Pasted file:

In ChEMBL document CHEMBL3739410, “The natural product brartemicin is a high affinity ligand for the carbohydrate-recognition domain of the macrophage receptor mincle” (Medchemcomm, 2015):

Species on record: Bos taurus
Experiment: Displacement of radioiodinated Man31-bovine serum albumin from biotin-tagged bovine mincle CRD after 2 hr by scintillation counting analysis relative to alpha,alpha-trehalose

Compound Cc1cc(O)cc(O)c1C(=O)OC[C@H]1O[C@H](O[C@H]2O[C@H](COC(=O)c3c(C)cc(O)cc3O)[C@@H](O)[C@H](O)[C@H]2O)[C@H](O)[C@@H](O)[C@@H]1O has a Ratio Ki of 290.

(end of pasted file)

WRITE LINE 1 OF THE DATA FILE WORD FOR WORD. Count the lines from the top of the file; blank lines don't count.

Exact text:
In ChEMBL document CHEMBL3739410, “The natural product brartemicin is a high affinity ligand for the carbohydrate-recognition domain of the macrophage receptor mincle” (Medchemcomm, 2015):